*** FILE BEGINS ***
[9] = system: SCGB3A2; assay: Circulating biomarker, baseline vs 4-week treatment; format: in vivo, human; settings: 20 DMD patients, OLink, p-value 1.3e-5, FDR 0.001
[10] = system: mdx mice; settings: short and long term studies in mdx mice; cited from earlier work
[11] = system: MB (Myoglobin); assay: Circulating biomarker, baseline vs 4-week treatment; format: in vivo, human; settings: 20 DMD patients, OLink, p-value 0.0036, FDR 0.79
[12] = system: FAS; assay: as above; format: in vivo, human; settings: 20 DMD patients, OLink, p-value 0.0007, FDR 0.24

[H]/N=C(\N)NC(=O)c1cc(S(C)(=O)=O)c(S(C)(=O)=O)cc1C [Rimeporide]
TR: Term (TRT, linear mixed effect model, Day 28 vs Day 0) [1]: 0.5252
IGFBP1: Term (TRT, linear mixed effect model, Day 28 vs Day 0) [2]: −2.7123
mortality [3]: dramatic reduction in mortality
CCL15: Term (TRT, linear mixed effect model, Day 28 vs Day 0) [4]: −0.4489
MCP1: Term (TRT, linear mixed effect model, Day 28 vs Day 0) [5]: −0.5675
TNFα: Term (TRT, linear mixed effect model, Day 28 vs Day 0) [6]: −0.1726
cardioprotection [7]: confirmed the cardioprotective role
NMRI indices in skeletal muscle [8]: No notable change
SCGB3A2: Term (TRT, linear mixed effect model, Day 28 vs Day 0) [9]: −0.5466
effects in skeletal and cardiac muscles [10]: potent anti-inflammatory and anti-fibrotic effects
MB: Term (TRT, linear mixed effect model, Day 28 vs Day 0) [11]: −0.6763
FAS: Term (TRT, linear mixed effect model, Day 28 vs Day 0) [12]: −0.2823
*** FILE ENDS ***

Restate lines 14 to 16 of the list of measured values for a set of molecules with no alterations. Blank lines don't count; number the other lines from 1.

SCGB3A2: Term (TRT, linear mixed effect model, Day 28 vs Day 0) [9]: −0.5466
effects in skeletal and cardiac muscles [10]: potent anti-inflammatory and anti-fibrotic effects
MB: Term (TRT, linear mixed effect model, Day 28 vs Day 0) [11]: −0.6763